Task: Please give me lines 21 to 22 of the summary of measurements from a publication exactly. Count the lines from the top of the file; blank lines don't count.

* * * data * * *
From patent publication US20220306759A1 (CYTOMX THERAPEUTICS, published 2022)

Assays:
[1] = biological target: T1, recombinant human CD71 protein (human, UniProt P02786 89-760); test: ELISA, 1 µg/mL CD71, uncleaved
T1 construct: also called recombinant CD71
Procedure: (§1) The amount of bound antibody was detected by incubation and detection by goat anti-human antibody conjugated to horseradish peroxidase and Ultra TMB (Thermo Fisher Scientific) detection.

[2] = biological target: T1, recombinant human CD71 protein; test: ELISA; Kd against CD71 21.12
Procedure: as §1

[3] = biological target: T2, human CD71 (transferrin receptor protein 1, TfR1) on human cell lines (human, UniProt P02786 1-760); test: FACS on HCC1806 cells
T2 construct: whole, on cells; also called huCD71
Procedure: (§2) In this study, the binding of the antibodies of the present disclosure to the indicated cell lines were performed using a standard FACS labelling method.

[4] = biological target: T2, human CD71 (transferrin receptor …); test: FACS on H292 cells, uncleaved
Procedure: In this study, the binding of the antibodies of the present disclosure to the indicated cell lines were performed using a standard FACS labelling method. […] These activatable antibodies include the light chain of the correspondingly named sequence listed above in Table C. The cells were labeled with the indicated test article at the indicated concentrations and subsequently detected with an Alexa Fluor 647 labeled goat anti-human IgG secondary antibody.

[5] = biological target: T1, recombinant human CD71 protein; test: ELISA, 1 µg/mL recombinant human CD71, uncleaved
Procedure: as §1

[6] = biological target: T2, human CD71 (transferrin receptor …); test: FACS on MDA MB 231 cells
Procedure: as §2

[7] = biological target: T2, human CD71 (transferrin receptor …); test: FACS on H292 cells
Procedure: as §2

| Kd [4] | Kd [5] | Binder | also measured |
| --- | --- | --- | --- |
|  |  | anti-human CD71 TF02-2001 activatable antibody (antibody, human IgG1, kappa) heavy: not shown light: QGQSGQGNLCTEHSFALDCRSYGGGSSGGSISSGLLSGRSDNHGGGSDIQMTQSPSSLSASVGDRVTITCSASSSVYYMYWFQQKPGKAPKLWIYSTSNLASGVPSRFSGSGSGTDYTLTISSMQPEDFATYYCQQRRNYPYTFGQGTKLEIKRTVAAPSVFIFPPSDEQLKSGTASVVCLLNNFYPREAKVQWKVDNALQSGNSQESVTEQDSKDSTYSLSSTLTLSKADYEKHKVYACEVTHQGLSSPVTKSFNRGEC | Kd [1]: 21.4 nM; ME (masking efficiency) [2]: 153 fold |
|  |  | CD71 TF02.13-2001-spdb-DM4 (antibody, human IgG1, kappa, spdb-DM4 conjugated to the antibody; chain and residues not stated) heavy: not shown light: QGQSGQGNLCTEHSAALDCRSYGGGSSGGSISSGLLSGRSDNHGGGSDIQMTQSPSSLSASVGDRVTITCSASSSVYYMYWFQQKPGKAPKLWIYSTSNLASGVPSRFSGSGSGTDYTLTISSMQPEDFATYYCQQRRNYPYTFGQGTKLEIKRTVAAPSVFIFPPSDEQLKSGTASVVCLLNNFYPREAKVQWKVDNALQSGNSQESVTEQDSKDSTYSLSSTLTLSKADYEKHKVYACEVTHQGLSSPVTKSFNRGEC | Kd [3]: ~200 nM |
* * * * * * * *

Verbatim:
|  |  | anti-human CD71 TF02-2001 activatable antibody (antibody, human IgG1, kappa) heavy: not shown light: QGQSGQGNLCTEHSFALDCRSYGGGSSGGSISSGLLSGRSDNHGGGSDIQMTQSPSSLSASVGDRVTITCSASSSVYYMYWFQQKPGKAPKLWIYSTSNLASGVPSRFSGSGSGTDYTLTISSMQPEDFATYYCQQRRNYPYTFGQGTKLEIKRTVAAPSVFIFPPSDEQLKSGTASVVCLLNNFYPREAKVQWKVDNALQSGNSQESVTEQDSKDSTYSLSSTLTLSKADYEKHKVYACEVTHQGLSSPVTKSFNRGEC | Kd [1]: 21.4 nM; ME (masking efficiency) [2]: 153 fold |
|  |  | CD71 TF02.13-2001-spdb-DM4 (antibody, human IgG1, kappa, spdb-DM4 conjugated to the antibody; chain and residues not stated) heavy: not shown light: QGQSGQGNLCTEHSAALDCRSYGGGSSGGSISSGLLSGRSDNHGGGSDIQMTQSPSSLSASVGDRVTITCSASSSVYYMYWFQQKPGKAPKLWIYSTSNLASGVPSRFSGSGSGTDYTLTISSMQPEDFATYYCQQRRNYPYTFGQGTKLEIKRTVAAPSVFIFPPSDEQLKSGTASVVCLLNNFYPREAKVQWKVDNALQSGNSQESVTEQDSKDSTYSLSSTLTLSKADYEKHKVYACEVTHQGLSSPVTKSFNRGEC | Kd [3]: ~200 nM |